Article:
U.S. officials said Thursday they are cautiously optimistic that romaine lettuce tainted with E. coli that prompted a nationwide recall is off the market, but are warning the public to still avoid eating lettuce packed in certain regions of California, or if the origin of their lettuce is unknown.
There have been 59 people sickened in the past month across 15 states, with 23 people hospitalized, according to the Food and Drug Administration. No deaths linked to the outbreak has been reported.
The FDA and the Centers for Disease Control and Prevention said it was still advising people to avoid lettuce grown in some areas of California: Monterey, San Benito and Santa Barbara counties. Romaine lettuce harvested outside those counties after Nov. 23 doesn’t appear to be related to the current outbreak, officials said. Hydroponically- and greenhouse-grown romaine also doesn’t appear to be related to the current outbreak.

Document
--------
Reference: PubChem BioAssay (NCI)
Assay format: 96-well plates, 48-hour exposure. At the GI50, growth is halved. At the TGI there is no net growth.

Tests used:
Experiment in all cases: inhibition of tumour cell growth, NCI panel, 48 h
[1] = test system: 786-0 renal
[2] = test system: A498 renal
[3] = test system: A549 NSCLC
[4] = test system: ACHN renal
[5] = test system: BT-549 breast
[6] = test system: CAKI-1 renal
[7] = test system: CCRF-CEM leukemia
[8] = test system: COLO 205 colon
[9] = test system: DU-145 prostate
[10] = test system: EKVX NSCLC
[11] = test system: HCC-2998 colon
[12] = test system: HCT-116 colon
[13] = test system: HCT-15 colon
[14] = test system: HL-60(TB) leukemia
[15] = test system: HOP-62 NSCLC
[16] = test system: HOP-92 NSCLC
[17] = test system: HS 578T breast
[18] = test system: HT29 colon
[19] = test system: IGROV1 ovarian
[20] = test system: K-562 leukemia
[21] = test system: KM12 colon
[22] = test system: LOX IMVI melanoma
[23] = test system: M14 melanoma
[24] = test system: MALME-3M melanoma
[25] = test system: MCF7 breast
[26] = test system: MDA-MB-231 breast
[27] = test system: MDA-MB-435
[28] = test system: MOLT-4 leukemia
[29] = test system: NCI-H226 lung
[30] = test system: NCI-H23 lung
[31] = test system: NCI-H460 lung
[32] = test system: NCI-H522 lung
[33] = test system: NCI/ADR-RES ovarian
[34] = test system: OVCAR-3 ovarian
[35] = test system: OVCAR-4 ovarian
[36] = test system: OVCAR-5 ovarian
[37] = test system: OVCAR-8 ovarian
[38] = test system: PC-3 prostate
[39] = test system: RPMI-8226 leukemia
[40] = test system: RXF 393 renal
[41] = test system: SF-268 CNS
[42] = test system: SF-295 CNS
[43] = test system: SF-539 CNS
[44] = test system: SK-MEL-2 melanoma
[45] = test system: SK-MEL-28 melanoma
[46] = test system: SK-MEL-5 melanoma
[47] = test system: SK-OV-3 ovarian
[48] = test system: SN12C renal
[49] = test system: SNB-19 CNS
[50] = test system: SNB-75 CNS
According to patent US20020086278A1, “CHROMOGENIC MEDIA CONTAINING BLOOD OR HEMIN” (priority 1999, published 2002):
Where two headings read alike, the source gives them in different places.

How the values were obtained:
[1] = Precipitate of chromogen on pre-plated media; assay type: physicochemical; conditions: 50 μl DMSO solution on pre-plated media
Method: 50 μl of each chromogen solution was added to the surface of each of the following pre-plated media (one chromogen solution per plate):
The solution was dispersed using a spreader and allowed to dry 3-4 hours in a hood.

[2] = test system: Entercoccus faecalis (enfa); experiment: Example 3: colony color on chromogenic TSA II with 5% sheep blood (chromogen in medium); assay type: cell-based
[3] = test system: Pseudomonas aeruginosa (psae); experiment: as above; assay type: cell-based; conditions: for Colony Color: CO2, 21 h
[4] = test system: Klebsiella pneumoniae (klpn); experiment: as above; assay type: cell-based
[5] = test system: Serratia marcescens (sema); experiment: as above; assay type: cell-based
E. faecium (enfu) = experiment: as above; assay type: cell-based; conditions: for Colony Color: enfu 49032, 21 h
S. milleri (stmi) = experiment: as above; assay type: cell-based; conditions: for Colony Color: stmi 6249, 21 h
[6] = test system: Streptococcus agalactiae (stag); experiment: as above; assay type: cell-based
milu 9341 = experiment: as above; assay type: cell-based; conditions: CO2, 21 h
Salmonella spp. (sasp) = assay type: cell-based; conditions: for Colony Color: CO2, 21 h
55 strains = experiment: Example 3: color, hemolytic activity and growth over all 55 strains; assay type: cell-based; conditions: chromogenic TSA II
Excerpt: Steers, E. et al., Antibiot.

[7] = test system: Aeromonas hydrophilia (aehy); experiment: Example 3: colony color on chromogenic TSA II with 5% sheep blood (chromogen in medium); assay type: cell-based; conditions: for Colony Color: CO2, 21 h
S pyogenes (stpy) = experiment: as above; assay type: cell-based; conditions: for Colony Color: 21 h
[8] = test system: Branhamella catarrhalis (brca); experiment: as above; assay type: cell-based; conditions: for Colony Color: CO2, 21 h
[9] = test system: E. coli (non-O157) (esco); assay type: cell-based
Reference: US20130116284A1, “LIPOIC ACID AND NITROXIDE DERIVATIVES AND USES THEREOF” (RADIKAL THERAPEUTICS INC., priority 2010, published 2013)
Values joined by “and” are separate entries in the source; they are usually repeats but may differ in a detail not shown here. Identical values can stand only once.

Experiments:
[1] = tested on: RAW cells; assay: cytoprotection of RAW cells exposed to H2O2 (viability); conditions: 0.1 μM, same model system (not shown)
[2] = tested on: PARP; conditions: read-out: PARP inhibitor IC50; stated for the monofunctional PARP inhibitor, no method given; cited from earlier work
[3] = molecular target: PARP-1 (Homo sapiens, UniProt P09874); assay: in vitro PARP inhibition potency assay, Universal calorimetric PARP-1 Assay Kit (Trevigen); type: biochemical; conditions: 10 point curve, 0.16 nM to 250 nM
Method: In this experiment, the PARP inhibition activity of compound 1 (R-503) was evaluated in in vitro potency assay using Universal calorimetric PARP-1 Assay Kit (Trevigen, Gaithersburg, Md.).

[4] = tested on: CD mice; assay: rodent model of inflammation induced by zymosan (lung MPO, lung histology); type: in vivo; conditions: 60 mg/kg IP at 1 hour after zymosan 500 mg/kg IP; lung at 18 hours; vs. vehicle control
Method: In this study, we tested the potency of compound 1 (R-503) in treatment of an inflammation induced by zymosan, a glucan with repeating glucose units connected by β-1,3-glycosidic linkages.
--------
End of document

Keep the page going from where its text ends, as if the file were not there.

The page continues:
Officials told reporters that one source has been found: a water reservoir on a California farm called Adam Brothers Family Farms. Officials said they believe the E. coli somehow ended up in the water used for irrigation. The farm was fully cooperating with the investigation and hasn’t shipped any lettuce since Nov. 20, FDA and CDC officials said.
The farm did not immediately respond to a request for comment.
"The company has committed to recalling products that may have come into contact with the agricultural water reservoir and we are working with the farm to determine how the contamination occurred and what corrective actions they would need to take before their next growing season," the FDA said in a statement.
The bacteria on the lettuce is E. coli O157:H7, which is similar to a strain connected to an outbreak in the U.S. this past May. E. coli bacteria produces Shiga toxin, which can be deadly to humans.